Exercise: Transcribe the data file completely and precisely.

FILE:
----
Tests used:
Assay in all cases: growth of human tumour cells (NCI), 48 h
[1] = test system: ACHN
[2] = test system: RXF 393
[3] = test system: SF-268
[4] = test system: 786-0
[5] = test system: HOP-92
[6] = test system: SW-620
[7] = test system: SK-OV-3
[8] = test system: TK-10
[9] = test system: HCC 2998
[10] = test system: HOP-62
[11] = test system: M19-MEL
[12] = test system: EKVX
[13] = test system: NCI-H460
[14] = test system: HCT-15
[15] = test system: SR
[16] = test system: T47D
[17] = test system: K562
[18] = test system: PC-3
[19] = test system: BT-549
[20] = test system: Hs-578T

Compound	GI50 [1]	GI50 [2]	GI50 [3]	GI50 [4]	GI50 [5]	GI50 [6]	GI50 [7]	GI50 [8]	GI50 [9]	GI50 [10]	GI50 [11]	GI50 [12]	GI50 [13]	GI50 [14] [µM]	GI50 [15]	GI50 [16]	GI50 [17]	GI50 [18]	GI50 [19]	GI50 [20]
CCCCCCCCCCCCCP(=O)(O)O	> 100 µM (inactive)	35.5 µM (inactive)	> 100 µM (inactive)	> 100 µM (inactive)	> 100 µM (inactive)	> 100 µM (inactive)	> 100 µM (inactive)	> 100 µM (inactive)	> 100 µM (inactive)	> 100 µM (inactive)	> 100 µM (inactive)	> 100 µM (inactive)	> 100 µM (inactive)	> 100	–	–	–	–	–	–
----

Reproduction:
Tests used:
Assay in all cases: growth of human tumour cells (NCI), 48 h
[1] = test system: ACHN
[2] = test system: RXF 393
[3] = test system: SF-268
[4] = test system: 786-0
[5] = test system: HOP-92
[6] = test system: SW-620
[7] = test system: SK-OV-3
[8] = test system: TK-10
[9] = test system: HCC 2998
[10] = test system: HOP-62
[11] = test system: M19-MEL
[12] = test system: EKVX
[13] = test system: NCI-H460
[14] = test system: HCT-15
[15] = test system: SR
[16] = test system: T47D
[17] = test system: K562
[18] = test system: PC-3
[19] = test system: BT-549
[20] = test system: Hs-578T

Compound	GI50 [1]	GI50 [2]	GI50 [3]	GI50 [4]	GI50 [5]	GI50 [6]	GI50 [7]	GI50 [8]	GI50 [9]	GI50 [10]	GI50 [11]	GI50 [12]	GI50 [13]	GI50 [14] [µM]	GI50 [15]	GI50 [16]	GI50 [17]	GI50 [18]	GI50 [19]	GI50 [20]
CCCCCCCCCCCCCP(=O)(O)O	> 100 µM (inactive)	35.5 µM (inactive)	> 100 µM (inactive)	> 100 µM (inactive)	> 100 µM (inactive)	> 100 µM (inactive)	> 100 µM (inactive)	> 100 µM (inactive)	> 100 µM (inactive)	> 100 µM (inactive)	> 100 µM (inactive)	> 100 µM (inactive)	> 100 µM (inactive)	> 100	–	–	–	–	–	–